President Bush has made two main claims when attacking the Democrats' push for an Iraq withdrawal timeline. The first is the Dems are legislating defeat. "The American people did not vote for failure and that is precisely what the Democratic leadership bill would guarantee," he said recently. The goal, obviously, is shame and embarrassment. No one wants to be a surrender monkey.
The second claim is that a bloodbath, both within Iraq's borders and without, will follow an American withdrawal. "[Withdrawal] could unleash chaos in Iraq that could spread across the entire region," the president has said. "It would be an invitation to the enemy to attack America and our friends around the world." In a different appearance, he said, "The security of our country depends directly on the outcome in Iraq." The idea here is to convince Americans (1) we have a moral obligation to protect the vulnerable, and (2) we have a national security reason to keep on fighting.
According to a new Newsweek article, however, the second claim is mostly PR pablum, and high-level officials within the administration know it.
One senior administration official with extensive knowledge of the region, who didn't want to be identified discussing sensitive policy matters, tells NEWSWEEK that the chances of a regional war in Iraq are low in the event of a U.S. withdrawal. When asked if a regional war would break out, the official said: "Possibly, not probably. It's more likely that other powers would support their favorite militias, as they're doing already."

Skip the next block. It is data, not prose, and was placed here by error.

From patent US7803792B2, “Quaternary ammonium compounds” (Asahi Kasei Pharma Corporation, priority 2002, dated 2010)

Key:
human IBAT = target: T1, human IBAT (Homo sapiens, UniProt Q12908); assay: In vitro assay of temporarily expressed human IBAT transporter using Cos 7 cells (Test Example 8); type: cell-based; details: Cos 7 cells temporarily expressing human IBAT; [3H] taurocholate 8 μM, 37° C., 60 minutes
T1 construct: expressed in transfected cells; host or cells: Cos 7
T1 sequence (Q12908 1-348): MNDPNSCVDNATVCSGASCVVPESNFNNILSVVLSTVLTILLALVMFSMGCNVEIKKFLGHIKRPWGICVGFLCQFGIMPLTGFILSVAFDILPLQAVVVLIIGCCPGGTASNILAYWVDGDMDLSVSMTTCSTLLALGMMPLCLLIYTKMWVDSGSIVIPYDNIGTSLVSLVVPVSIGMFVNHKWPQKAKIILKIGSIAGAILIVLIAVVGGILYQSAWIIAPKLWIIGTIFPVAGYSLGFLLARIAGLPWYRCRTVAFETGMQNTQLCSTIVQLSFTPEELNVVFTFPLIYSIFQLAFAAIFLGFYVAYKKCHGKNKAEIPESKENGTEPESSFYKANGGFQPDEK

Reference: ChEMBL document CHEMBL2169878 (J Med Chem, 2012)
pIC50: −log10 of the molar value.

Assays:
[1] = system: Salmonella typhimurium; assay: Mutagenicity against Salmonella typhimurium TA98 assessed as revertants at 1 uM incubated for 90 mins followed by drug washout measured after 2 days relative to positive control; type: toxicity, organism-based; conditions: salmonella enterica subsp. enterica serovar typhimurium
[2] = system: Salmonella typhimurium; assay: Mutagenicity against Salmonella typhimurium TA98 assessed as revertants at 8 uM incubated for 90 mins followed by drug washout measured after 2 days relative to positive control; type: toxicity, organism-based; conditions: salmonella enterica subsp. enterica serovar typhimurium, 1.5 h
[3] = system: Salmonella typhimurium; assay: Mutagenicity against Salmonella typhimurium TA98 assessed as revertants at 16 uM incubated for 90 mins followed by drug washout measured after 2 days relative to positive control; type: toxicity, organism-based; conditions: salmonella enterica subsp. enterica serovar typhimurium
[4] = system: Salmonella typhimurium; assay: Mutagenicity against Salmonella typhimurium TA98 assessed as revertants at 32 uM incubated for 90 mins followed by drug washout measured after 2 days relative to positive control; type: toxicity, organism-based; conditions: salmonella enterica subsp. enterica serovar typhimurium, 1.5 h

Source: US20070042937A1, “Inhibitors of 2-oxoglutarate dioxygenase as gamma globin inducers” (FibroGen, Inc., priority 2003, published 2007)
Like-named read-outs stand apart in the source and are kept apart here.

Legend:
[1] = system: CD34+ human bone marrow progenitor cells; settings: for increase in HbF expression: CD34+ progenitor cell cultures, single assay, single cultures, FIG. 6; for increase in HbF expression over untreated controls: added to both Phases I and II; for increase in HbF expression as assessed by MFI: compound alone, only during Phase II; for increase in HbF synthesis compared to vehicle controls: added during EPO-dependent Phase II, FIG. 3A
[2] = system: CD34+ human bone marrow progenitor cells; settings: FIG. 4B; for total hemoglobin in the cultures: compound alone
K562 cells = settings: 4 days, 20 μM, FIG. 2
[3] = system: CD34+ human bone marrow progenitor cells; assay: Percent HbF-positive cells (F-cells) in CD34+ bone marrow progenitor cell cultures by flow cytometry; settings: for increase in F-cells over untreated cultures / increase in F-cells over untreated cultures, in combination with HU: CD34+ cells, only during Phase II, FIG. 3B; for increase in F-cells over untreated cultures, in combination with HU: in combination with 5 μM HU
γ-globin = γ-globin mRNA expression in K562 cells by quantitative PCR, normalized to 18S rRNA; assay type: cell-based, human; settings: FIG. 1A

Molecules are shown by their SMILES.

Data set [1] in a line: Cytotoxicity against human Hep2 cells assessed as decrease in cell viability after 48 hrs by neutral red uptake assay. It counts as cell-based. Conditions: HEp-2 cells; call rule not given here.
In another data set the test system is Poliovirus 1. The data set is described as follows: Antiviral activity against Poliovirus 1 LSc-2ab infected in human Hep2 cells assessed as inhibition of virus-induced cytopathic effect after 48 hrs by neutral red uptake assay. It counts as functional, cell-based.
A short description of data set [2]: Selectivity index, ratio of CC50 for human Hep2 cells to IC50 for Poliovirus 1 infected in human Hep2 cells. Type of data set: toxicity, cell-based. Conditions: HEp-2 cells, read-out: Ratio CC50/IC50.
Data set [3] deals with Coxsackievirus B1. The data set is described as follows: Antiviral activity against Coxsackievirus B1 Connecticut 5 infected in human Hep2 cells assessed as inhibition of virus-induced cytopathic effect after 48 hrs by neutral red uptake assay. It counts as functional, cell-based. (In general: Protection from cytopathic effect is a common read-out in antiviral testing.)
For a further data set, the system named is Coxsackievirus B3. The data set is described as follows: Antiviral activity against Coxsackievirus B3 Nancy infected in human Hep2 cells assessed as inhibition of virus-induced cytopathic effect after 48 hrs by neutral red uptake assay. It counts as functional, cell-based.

What's more, the ethnic cleansing many fear would tear through Iraq in the absence of U.S. troops is mostly fantasy.
The senior official said the genocidal bloodbath that Sen. John McCain outlined recently was also unlikely, pointing to the militias' ability to secure their own neighborhoods after the attack on the Golden Mosque in Samarra in early 2006.
The Newsweek writers speculate that the reason Bush keeps pushing this doomsday talk is that it is a good way of keeping the pressure on the Democrats. It's all politics, they argue. I disagree. I think Bush believes his own spin. I think the positions he espouses now are the inevitable positions someone would hold if they believed almost messianically that they were doing the right thing every step of the way, and did not bother to hear dissent, from external experts or White House staffers, at any point.
It's psychological. (Cognitive dissonance? Correct me in the comments.) Bush already believes the war must go on, so he has to buy shoddy reasoning in order to square his belief. It reminds me of how we got into war: neocons in the administration believed the war had to happen, so they got on board with bad intelligence (either they believed it, or pretended to) in order to justify their belief.
(And PS -- I am legitimately scared at the idea of ethnic cleansing in the wake of our departure. But can the violence really get worse that it is now?)